“The opera ain’t over till the fat lady sings.” She is still backstage”. That is the way that my former editor and DTN contributing analyst Alan Brugler ended his column this past week describing the surprise from the August 12th USDA report. In his column Allen talked about how there was such a large disconnect between the average trade guess of grain stocks and production in the August numbers released by the USDA. I concur with that. However, it seems like I can hear the fat lady singing like never before.
USDA reports are very important because they serve as flashpoints for grain market action. I do not want to discount my good friend and DTN senior analyst Darin Newsom for his views on USDA reports. I think Darin makes good sense when he talks about his disdain for USDA reports. However, in my perch in Ontario Canada, farmers are looking for market flashpoints to match up with our Canadian dollar fluctuations. The monthly USDA reports often serve as a focal point for market action. We all knew the August 12 report was going to be important. However, it seemed like the market was leaning the wrong way in spades. Like Alan Brugler said, it was one of the biggest disconnects between trade guesses and USDA actual numbers ever.
I was at a research day at the Maizex Seeds farm near Tilbury, Ontario when I checked out the unbelievable numbers from USDA. I was surprised, but I like to say I’ve seen it before. Needless to say such a bearish report was a little shocking and soybeans quickly got to limit down before finishing $.60 less on the day. I tweeted a lot of these facts out, but it was a young farmer walking beside me through the plots that caught me off guard. He asked me what did that report say today. For whatever reason, I said, “scorched-earth”. The look in his face was ashen.
For the record the big news was that the USDA actually came in with higher yields for both corn and soybeans at 168.8 bushels per acre and 46.9 bushels per acre for soybeans. With the monsoon 2015 having deluged Indiana, Illinois and many other parts of the Eastern corn belt in June, the thought of higher soybean yields had never really crossed many analysts’ minds. There was some thought that the corn yield in the Western corn belt might balance out the problems in the Eastern corn belt, but regardless at the end of the day there are huge crops in the United States later than even our earliest estimations had been back in March.
To say there was gnashing of teeth and mounds of skepticism is an understatement. However, I would caution all of us with regard to doubting USDA reports. Yes, I am a student of DTN Senior Analyst Darin Newsom and I understand the measured and healthy skepticism about some USDA numbers. For instance, 100 million bushels of soybean ending stocks was something we never thought the USDA would go under. In fact, they never did go went to unusual means to make sure that number was ever breached. However, last year it did get breached with US ending stocks ending up at 92 million bushels. However, in my lifetime that is the first time. USDA numbers will remain the numbers we trade.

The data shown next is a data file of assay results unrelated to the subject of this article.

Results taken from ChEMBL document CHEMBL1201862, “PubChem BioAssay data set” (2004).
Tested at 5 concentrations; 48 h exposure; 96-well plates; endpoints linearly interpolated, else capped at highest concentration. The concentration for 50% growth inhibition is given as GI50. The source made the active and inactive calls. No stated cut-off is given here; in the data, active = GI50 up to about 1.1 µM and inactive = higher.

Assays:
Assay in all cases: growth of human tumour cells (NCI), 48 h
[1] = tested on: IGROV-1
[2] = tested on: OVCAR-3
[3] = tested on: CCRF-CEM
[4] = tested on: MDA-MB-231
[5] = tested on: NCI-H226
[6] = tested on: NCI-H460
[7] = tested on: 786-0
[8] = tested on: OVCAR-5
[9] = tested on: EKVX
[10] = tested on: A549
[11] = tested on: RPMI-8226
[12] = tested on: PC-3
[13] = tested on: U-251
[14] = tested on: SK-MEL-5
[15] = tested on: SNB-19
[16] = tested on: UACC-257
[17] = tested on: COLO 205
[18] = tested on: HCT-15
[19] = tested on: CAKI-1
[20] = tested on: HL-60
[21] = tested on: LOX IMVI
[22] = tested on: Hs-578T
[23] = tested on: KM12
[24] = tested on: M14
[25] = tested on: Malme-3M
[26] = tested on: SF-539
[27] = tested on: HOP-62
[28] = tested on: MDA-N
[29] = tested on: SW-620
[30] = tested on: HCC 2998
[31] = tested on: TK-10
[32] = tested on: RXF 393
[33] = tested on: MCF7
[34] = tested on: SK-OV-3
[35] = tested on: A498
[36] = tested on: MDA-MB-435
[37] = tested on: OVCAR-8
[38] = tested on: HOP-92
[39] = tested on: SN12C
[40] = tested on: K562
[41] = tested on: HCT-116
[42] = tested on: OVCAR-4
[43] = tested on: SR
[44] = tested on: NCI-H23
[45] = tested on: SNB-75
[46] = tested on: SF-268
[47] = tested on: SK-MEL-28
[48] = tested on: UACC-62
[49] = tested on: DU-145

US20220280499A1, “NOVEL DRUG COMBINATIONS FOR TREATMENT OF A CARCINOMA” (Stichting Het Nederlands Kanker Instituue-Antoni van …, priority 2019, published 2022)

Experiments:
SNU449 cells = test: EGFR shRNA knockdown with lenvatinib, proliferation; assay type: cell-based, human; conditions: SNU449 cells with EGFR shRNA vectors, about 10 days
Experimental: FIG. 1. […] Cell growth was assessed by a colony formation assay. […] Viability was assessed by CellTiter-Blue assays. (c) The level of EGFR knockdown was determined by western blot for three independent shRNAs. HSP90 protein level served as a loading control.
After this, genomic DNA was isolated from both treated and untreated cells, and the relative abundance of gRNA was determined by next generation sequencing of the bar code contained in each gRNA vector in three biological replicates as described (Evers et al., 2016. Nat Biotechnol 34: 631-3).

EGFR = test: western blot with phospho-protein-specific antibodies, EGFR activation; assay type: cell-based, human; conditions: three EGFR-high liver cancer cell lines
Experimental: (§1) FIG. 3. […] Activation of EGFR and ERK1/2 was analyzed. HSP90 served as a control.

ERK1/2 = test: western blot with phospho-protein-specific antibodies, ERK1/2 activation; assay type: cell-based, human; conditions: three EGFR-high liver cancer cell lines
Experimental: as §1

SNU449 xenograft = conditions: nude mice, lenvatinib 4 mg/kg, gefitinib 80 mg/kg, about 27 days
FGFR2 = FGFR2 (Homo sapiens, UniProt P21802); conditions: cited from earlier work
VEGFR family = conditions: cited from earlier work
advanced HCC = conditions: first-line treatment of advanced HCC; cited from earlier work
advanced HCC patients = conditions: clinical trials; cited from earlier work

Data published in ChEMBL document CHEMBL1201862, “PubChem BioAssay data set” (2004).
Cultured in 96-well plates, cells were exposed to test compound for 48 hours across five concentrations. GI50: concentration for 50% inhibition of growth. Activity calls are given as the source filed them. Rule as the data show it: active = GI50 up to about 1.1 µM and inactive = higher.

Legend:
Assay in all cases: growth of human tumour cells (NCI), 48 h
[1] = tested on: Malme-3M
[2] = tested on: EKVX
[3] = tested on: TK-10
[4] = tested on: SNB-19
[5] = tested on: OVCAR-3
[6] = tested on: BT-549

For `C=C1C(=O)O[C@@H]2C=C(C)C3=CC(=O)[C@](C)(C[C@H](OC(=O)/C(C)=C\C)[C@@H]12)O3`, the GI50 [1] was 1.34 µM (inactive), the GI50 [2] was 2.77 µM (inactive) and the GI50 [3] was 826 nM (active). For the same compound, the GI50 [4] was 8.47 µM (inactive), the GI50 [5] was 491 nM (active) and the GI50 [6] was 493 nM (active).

On my own farm this year I’m expecting a higher corn yield in 2014 but less soybeans. So when I look at the USDA numbers the day after the shocking debacle, it’s a bit like a cold slap in the face. If I am expecting more corn yield on my farm, this benign weather that I have had has been extended into major parts of the US corn belt and I really shouldn’t doubt that USDA corn number. It’s like the USDA telling me that it’s real, despite all the hype to the contrary over the last six weeks. The soybean number on the other hand seems high to me, but soybeans are the great liars, you never know what you’re going to get.
Part of this has to do with all the technology that we use. For instance, on my farm I employ RTK guidance systems on relatively new machinery with new fertilizer technology and of course I just got done spraying all that fungicide to push out even more yield. So despite the heaviest rains ever in Eastern corn belt in the 30-day period of June, in all totality these good crop yields in the United States are a function of modern management and modern genetics. It continues to improve and to some extent we are beating back mother nature.
At the same time we have a high US dollar, a much lower loonie and the Chinese economy that is looking shakier than normal. Yes, I do hear the fat lady singing. In fact, on the afternoon of August 12th her voice was overwhelming. Needless to say, harvest time is still out in the future. In fact, maybe I’m wrong and as Allen says, she is still backstage. Scorched earth moments are rare in the markets. I guess that Black Swan didn’t drown in June.